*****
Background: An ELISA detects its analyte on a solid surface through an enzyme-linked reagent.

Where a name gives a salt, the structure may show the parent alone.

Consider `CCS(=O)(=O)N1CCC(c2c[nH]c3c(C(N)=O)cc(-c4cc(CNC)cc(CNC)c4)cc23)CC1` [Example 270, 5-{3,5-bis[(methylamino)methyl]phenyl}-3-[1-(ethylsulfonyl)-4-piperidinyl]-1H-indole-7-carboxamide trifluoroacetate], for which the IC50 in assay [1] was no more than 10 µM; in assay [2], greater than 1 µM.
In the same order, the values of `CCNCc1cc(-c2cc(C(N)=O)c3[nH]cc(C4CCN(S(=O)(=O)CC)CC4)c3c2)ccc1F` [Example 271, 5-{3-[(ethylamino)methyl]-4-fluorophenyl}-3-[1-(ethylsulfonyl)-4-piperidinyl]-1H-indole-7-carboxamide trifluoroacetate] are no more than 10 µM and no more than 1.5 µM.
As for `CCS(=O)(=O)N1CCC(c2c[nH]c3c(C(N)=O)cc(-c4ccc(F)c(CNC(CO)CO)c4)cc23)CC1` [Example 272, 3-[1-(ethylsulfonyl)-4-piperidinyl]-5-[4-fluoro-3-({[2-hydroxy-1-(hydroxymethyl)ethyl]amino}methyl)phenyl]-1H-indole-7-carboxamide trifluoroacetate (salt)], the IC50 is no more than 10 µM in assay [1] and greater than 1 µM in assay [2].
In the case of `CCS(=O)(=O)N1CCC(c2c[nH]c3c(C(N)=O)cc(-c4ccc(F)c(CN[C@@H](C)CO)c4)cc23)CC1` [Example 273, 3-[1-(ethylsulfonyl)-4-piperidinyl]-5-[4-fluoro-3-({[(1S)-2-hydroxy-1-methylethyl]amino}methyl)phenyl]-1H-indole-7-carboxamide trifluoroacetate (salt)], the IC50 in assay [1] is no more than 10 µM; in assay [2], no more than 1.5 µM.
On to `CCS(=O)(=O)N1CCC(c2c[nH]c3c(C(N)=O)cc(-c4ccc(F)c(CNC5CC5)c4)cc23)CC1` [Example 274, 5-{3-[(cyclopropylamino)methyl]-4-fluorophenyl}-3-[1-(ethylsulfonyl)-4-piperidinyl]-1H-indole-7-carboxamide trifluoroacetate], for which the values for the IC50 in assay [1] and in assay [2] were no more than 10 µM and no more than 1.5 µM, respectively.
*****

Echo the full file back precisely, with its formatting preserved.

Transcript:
Background: An ELISA detects its analyte on a solid surface through an enzyme-linked reagent.

Where a name gives a salt, the structure may show the parent alone.

Consider `CCS(=O)(=O)N1CCC(c2c[nH]c3c(C(N)=O)cc(-c4cc(CNC)cc(CNC)c4)cc23)CC1` [Example 270, 5-{3,5-bis[(methylamino)methyl]phenyl}-3-[1-(ethylsulfonyl)-4-piperidinyl]-1H-indole-7-carboxamide trifluoroacetate], for which the IC50 in assay [1] was no more than 10 µM; in assay [2], greater than 1 µM.
In the same order, the values of `CCNCc1cc(-c2cc(C(N)=O)c3[nH]cc(C4CCN(S(=O)(=O)CC)CC4)c3c2)ccc1F` [Example 271, 5-{3-[(ethylamino)methyl]-4-fluorophenyl}-3-[1-(ethylsulfonyl)-4-piperidinyl]-1H-indole-7-carboxamide trifluoroacetate] are no more than 10 µM and no more than 1.5 µM.
As for `CCS(=O)(=O)N1CCC(c2c[nH]c3c(C(N)=O)cc(-c4ccc(F)c(CNC(CO)CO)c4)cc23)CC1` [Example 272, 3-[1-(ethylsulfonyl)-4-piperidinyl]-5-[4-fluoro-3-({[2-hydroxy-1-(hydroxymethyl)ethyl]amino}methyl)phenyl]-1H-indole-7-carboxamide trifluoroacetate (salt)], the IC50 is no more than 10 µM in assay [1] and greater than 1 µM in assay [2].
In the case of `CCS(=O)(=O)N1CCC(c2c[nH]c3c(C(N)=O)cc(-c4ccc(F)c(CN[C@@H](C)CO)c4)cc23)CC1` [Example 273, 3-[1-(ethylsulfonyl)-4-piperidinyl]-5-[4-fluoro-3-({[(1S)-2-hydroxy-1-methylethyl]amino}methyl)phenyl]-1H-indole-7-carboxamide trifluoroacetate (salt)], the IC50 in assay [1] is no more than 10 µM; in assay [2], no more than 1.5 µM.
On to `CCS(=O)(=O)N1CCC(c2c[nH]c3c(C(N)=O)cc(-c4ccc(F)c(CNC5CC5)c4)cc23)CC1` [Example 274, 5-{3-[(cyclopropylamino)methyl]-4-fluorophenyl}-3-[1-(ethylsulfonyl)-4-piperidinyl]-1H-indole-7-carboxamide trifluoroacetate], for which the values for the IC50 in assay [1] and in assay [2] were no more than 10 µM and no more than 1.5 µM, respectively.